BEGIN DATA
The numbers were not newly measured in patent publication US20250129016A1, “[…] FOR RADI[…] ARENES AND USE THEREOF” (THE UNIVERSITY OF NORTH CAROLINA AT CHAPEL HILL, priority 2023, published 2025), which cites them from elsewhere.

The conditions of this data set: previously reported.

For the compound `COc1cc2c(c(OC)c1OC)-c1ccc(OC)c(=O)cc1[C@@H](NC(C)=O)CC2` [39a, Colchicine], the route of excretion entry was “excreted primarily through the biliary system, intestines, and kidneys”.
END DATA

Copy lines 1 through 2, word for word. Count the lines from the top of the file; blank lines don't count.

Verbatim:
The numbers were not newly measured in patent publication US20250129016A1, “[…] FOR RADI[…] ARENES AND USE THEREOF” (THE UNIVERSITY OF NORTH CAROLINA AT CHAPEL HILL, priority 2023, published 2025), which cites them from elsewhere.

The conditions of this data set: previously reported.